Kacper Niburski is a medical student in the Class of 2021 at McGill University. He is also the CMAJ student humanities blog editor. Follow his writing : .
ventricular septal defect
you would not understand
what it means to fall in love
with the blue
to come to pour it
to read it in the cracks of light under heavy spines
to see it in green marseille waters ...continue reading
Tharshika Thangaraa is a fourth year medical student at the University of Ottawa.
The sound of her alarm pulsated through her room. Startled, she awoke. It was just another day. As the fog of nighttime cleared, she felt the weight of everyday resurface. Gradually, they claimed their spot, perched atop her shoulders. She sunk deeper into her bed.
What would she wear?
How would it flatter her figure?
What would they think?
She managed to pry off the covers and make her way downstairs for breakfast. She poured herself a bowel of cereal and set the coffee to brew. She barely noticed the happy chirps of the morning songbirds or the vibrant petals of the summer flowers starting to bloom.
Beatrice Preti is an R2 in internal medicine at the Queen's University.
There were things I meant, but didn’t say
As I heard your heartbeat fade away
My stethoscope was on your chest
When you drifted off to eternal rest
I’d spent the whole night by your side
There was nothing left we hadn’t tried
But the drugs and tubes and shocks and lines
Bought you little extra time
Your path was clear right from the start
I had no cure for your sick heart
Yet you asked me to try, so I did my best
But, despite our efforts, things progressed
When the new dawn broke, your life did, too,
You never heard what I said to you
How I begged forgiveness, my quiet prayers,
You stared straight ahead, as if I weren’t there
Close to the end, you’d opened your eyes
Looked up with desperation, as if the skies
Would rain down mercy for your plight
But no salvation came on that fateful night
This was never our initial plan
We’d all seemed to understand
That you were dying and wanted peace
A soft and gentle, graceful release
But as your time was drawing near
You changed your mind. That much was clear.
You told me you were afraid to die
I said I’d help, but that was a lie
I didn’t share my other thoughts
That tied my stomach and heart in knots
I knew then that it was too late
Yet I donned my gloves, and fought with fate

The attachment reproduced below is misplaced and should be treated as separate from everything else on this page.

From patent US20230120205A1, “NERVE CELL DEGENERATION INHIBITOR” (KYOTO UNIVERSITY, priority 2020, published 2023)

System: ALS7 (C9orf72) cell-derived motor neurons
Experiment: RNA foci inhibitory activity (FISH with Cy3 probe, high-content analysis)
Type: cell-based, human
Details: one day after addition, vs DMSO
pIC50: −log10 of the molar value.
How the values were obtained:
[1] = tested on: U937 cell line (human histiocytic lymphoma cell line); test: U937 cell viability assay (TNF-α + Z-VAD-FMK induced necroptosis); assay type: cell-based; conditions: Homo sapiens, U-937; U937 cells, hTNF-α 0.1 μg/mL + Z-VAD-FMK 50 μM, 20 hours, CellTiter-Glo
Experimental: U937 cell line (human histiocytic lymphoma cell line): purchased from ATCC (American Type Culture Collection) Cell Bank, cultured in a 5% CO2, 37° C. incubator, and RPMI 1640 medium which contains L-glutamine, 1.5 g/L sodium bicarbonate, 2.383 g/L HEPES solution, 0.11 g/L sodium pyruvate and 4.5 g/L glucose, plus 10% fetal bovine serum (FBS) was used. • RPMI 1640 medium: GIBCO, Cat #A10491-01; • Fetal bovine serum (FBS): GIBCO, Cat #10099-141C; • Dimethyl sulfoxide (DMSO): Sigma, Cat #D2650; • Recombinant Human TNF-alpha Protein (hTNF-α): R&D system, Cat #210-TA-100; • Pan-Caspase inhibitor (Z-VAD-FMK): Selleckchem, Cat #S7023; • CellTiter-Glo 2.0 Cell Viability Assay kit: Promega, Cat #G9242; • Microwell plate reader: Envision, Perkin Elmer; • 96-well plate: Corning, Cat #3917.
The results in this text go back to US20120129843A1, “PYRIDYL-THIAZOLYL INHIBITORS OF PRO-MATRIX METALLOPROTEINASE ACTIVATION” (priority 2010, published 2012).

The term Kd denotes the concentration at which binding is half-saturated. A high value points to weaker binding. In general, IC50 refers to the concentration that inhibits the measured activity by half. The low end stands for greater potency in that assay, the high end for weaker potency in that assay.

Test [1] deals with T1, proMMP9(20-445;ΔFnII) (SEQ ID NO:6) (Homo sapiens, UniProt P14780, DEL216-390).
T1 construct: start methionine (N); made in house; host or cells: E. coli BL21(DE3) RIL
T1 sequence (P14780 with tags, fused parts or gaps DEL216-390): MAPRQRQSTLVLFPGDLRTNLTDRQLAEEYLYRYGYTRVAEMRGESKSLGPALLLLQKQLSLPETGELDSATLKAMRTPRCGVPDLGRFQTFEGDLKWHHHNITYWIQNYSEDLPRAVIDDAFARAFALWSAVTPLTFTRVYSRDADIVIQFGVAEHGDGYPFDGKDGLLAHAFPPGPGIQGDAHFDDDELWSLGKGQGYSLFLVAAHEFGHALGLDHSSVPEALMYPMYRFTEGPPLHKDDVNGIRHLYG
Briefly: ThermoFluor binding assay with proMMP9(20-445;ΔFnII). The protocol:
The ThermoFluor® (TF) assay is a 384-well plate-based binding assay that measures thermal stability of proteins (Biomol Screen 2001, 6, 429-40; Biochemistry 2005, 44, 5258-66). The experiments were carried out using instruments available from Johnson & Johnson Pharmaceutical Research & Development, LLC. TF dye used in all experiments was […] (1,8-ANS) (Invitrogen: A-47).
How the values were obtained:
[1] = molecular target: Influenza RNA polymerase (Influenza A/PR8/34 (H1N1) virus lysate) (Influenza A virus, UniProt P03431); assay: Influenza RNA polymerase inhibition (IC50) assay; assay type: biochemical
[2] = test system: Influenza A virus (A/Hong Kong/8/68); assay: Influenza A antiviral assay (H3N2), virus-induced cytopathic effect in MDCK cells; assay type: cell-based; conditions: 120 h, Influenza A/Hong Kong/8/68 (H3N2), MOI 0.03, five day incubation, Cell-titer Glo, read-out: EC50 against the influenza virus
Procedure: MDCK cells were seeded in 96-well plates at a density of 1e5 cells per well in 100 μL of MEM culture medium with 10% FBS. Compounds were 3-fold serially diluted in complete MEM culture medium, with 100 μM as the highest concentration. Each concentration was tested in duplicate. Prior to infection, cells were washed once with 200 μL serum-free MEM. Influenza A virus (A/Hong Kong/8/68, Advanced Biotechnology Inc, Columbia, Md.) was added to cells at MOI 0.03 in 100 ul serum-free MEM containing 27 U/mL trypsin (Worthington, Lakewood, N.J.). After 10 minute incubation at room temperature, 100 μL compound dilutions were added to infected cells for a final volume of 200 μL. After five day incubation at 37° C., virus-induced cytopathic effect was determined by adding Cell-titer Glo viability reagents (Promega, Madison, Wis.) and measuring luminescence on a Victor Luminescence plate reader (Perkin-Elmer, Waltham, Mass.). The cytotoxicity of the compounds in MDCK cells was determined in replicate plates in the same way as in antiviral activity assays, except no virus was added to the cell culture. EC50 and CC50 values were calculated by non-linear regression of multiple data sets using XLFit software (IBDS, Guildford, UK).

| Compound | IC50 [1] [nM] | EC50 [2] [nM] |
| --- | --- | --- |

I wrote the orders, increased the dose,
Pulled up a chair so I could be close
You had no family to stand by your side
Your rocky end was a solo ride
As the night grew thin, your breaths grew shallow
Your once-ruddy face turned blank and sallow
I never said I was sorry to you
By the time I could say it, the end was through
The dawn broke cruelly on the brand-new day
And all the things I meant, but didn’t say
Sarah Silverberg is an R1 in OBGYN at UBC and an intern at St. Paul's Hospital.
Please let me take your history.
I know the triage nurse and the emergency physician already asked you many of these same questions. But humor me -- let me ask them too. After all, I was asked to see you by the emergency doctor who saw you. They knew I would ask you these questions, and felt it was necessary. They referred you to me, and like it or not, you’re now under my care.
I am the resident that was asked to see you. You ask me if you could see the real doctor. Unfortunately, I am the real doctor. At least, I am a doctor; one of the country’s medical institutions has granted me an MD. And while I know what you mean – that you don’t want to see the resident, and that you want to skip ahead directly to the attending – at this moment I can’t make that happen. My attending sent me down to see you because I’m the one on consult service. My staff is in the operating room, or managing the ward, or reviewing the three other consults we’ve been asked to see this evening with other residents and students. You’d be waiting a while longer if I didn’t see you.
Kacper Niburski is a medical student in the Class of 2021 at McGill University. He is also the CMAJ student humanities blog editor.
yellow on the horizon
with a dark more total than
fingers moving in small steps
and smaller spaces
an ambulance is in the distance
your breathe is on my neck
what is this gall
how do you hold me
with all your living